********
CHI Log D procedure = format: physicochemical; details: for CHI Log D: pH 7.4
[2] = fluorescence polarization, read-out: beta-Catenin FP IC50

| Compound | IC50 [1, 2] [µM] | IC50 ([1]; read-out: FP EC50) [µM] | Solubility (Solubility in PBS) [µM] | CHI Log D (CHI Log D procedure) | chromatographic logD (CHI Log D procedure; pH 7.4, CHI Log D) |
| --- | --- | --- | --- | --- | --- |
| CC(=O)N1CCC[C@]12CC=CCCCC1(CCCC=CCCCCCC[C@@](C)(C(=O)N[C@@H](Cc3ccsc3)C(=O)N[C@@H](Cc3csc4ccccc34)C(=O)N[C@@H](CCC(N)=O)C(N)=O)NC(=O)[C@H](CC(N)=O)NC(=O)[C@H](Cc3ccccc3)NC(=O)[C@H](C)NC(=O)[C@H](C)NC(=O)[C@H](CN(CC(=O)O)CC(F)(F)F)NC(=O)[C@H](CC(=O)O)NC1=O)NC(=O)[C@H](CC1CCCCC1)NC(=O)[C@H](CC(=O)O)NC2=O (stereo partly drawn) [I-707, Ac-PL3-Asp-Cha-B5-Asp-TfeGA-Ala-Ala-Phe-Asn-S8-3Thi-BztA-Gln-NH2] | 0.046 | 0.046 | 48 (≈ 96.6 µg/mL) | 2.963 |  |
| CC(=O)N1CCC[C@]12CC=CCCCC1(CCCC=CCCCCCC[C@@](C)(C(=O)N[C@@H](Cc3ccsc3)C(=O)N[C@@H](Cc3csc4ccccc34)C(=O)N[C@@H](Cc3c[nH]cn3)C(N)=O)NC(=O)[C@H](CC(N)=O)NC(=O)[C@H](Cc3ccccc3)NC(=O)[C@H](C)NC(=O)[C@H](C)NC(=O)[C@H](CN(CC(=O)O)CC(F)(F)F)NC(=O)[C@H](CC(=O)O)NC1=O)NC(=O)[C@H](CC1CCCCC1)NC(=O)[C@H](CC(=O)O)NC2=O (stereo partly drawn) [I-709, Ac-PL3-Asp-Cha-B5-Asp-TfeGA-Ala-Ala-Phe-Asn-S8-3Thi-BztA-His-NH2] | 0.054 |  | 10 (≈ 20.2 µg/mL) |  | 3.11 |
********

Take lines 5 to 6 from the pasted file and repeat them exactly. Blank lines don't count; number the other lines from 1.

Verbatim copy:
| CC(=O)N1CCC[C@]12CC=CCCCC1(CCCC=CCCCCCC[C@@](C)(C(=O)N[C@@H](Cc3ccsc3)C(=O)N[C@@H](Cc3csc4ccccc34)C(=O)N[C@@H](CCC(N)=O)C(N)=O)NC(=O)[C@H](CC(N)=O)NC(=O)[C@H](Cc3ccccc3)NC(=O)[C@H](C)NC(=O)[C@H](C)NC(=O)[C@H](CN(CC(=O)O)CC(F)(F)F)NC(=O)[C@H](CC(=O)O)NC1=O)NC(=O)[C@H](CC1CCCCC1)NC(=O)[C@H](CC(=O)O)NC2=O (stereo partly drawn) [I-707, Ac-PL3-Asp-Cha-B5-Asp-TfeGA-Ala-Ala-Phe-Asn-S8-3Thi-BztA-Gln-NH2] | 0.046 | 0.046 | 48 (≈ 96.6 µg/mL) | 2.963 |  |
| CC(=O)N1CCC[C@]12CC=CCCCC1(CCCC=CCCCCCC[C@@](C)(C(=O)N[C@@H](Cc3ccsc3)C(=O)N[C@@H](Cc3csc4ccccc34)C(=O)N[C@@H](Cc3c[nH]cn3)C(N)=O)NC(=O)[C@H](CC(N)=O)NC(=O)[C@H](Cc3ccccc3)NC(=O)[C@H](C)NC(=O)[C@H](C)NC(=O)[C@H](CN(CC(=O)O)CC(F)(F)F)NC(=O)[C@H](CC(=O)O)NC1=O)NC(=O)[C@H](CC1CCCCC1)NC(=O)[C@H](CC(=O)O)NC2=O (stereo partly drawn) [I-709, Ac-PL3-Asp-Cha-B5-Asp-TfeGA-Ala-Ala-Phe-Asn-S8-3Thi-BztA-His-NH2] | 0.054 |  | 10 (≈ 20.2 µg/mL) |  | 3.11 |